English Edition

Fear & Trembling In Tbilisi

Rod Dreher

Source: The American Conservative

October 10, 2016

That is an Georgian Orthodox priest, Father Seraphim, and his choir chanting Psalm 53 in Aramaic, when Pope Francis visited the cathedral in Tbilisi earlier this month. He is of Assyrian descent; there is an Assyrian population in Georgia. This chant is astonishingly beautiful. As you listen to it, keep in mind the text of Psalm 53. These are the words they are chanting in Aramaic:

The fool hath said in his heart, There is no God. Corrupt are they, and have done abominable iniquity: there is none that doeth good.

God looked down from heaven upon the children of men, to see if there were any that did understand, that did seek God.

Every one of them is gone back: they are altogether become filthy; there is none that doeth good, no, not one.

Have the workers of iniquity no knowledge? who eat up my people as they eat bread: they have not called upon God.

There were they in great fear, where no fear was: for God hath scattered the bones of him that encampeth against thee: thou hast put them to shame, because God hath despised them.

Oh that the salvation of Israel were come out of Zion! When God bringeth back the captivity of his people, Jacob shall rejoice, and Israel shall be glad.

Here, in a vastly more humble setting, is Father Seraphim and a smaller choir singing the Trisagion hymn in Aramaic. The words mean: “Holy God, Holy Mighty, Holy Immortal, have mercy on us.”

Rod Dreher

The American Conservative

11 / 10 / 2016

2016-10-25
05:49
Jeffrey Hoffman:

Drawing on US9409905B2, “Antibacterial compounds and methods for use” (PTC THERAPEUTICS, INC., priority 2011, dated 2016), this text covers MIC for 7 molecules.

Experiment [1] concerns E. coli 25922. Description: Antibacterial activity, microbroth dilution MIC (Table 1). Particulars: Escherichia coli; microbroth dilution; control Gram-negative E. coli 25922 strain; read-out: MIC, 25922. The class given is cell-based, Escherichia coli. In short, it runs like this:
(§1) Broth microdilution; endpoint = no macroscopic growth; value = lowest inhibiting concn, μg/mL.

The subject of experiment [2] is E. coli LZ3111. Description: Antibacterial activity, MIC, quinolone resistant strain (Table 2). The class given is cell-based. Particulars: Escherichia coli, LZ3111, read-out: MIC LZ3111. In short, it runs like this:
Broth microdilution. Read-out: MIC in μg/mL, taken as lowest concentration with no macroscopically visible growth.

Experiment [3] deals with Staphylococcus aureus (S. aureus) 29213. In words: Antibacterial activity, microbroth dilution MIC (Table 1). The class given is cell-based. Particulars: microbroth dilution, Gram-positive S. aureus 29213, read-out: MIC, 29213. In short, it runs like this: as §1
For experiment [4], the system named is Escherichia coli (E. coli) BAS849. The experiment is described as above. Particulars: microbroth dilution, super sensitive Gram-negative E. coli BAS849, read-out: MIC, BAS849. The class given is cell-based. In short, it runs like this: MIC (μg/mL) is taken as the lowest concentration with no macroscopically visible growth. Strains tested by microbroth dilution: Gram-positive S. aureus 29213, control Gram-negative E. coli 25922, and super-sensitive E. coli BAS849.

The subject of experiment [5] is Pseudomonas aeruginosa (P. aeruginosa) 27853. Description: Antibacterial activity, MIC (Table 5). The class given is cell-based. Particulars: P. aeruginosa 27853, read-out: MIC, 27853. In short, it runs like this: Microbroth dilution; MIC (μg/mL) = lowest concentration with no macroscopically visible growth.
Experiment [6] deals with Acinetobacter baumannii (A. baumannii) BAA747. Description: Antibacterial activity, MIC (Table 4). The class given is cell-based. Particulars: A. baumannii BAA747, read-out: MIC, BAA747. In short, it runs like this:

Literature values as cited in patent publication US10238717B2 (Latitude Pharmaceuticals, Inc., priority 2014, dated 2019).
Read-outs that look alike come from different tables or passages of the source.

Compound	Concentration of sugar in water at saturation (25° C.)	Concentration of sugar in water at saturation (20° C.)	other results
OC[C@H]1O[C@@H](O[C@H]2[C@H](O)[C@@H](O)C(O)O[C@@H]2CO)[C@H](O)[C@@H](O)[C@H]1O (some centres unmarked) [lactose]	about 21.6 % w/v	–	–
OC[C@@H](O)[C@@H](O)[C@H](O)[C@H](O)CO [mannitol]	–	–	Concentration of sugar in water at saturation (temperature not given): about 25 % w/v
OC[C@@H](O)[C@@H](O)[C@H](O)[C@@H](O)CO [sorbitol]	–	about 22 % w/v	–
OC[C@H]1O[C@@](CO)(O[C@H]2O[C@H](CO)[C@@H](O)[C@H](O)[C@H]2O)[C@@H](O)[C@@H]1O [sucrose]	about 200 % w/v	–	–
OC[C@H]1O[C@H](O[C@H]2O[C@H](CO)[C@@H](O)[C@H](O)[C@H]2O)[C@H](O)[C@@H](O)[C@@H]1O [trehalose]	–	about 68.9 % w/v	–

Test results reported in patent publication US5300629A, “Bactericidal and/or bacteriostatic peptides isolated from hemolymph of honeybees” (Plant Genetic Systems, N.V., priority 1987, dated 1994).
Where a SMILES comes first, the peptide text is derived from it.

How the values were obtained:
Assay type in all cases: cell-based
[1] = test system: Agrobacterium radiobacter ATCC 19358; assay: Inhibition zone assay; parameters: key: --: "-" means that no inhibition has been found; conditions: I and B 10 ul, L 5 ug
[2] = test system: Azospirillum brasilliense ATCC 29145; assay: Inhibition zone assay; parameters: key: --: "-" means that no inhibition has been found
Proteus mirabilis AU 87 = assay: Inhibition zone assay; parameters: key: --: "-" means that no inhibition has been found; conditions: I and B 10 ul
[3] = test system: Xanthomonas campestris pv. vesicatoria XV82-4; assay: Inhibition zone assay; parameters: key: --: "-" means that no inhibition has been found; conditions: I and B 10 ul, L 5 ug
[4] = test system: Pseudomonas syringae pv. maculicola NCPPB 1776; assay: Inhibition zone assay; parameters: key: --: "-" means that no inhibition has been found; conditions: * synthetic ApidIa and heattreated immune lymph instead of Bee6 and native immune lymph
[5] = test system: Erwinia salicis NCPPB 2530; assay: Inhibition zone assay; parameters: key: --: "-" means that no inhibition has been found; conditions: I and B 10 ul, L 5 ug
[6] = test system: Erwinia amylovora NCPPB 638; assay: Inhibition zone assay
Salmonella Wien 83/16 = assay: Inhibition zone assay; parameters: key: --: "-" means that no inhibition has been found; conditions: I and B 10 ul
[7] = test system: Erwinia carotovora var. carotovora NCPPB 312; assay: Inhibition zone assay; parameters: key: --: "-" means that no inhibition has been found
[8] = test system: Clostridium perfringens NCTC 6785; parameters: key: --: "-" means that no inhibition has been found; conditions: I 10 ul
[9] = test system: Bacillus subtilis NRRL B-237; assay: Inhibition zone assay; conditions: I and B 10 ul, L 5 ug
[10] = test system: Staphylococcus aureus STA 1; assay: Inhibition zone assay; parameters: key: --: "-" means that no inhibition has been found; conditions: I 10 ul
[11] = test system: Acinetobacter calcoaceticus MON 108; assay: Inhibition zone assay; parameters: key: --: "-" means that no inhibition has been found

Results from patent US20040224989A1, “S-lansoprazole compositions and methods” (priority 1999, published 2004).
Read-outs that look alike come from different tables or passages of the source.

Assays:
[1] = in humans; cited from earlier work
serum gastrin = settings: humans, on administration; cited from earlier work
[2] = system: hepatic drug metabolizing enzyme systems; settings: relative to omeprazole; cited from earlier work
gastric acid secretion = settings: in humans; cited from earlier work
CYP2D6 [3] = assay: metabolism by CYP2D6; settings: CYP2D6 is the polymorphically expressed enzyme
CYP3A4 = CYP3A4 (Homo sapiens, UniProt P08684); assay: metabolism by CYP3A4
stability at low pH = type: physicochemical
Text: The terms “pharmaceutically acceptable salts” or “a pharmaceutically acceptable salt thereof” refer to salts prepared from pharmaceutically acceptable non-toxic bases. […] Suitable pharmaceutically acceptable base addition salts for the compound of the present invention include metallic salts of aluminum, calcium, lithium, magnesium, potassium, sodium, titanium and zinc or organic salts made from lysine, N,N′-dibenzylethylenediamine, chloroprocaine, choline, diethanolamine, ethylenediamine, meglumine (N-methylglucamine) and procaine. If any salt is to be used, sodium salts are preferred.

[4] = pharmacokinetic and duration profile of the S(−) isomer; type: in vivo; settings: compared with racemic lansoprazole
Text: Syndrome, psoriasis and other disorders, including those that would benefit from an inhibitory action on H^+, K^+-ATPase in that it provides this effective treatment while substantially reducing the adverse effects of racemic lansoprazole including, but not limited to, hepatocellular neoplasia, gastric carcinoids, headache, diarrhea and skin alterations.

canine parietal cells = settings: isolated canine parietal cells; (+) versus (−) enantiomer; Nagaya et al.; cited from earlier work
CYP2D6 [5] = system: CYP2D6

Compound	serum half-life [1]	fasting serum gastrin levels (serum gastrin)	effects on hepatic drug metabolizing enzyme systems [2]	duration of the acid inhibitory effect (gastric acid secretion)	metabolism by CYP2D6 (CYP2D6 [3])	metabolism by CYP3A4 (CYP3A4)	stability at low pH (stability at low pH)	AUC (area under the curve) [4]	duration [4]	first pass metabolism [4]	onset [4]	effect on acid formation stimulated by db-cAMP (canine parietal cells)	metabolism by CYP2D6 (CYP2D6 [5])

Actually, the text for Psalm 53 in both the Roman Catholic and Orthodox Bibles is the text for Psalm 54 in English Bibles, as the English Bible follows the Masoretic numbering of the Psalms, whereas the Orthodox Bible and the Latin Vulgate followed the numbering of the Septuagint, which conflated Psalms 9 and 10 in one psalm, Psalm 9. I think if you look at this particular Psalm (in the 1662 Book of Common Prayer translation) here, you'll see it matches the character of the music far better than the Psalm you mistakenly understood it to be.

SAVE me, O God, for thy Names sake : and avenge me in thy strength.
2. Hear my prayer, O God : and hearken unto the words of my mouth.
3. For strangers are risen up against me : and tyrants, which have not God before their eyes, seek
after my soul.
4. Behold, God is my helper : the Lord is with them that uphold my soul.
5. He shall reward evil unto mine enemies : destroy thou them in thy truth.
6. An offering of a free heart will I give thee, and praise thy Name, O Lord : because it is so
comfortable.
7. For he hath delivered me out of all my trouble : and mine eye hath seen his desire upon mine
enemies.
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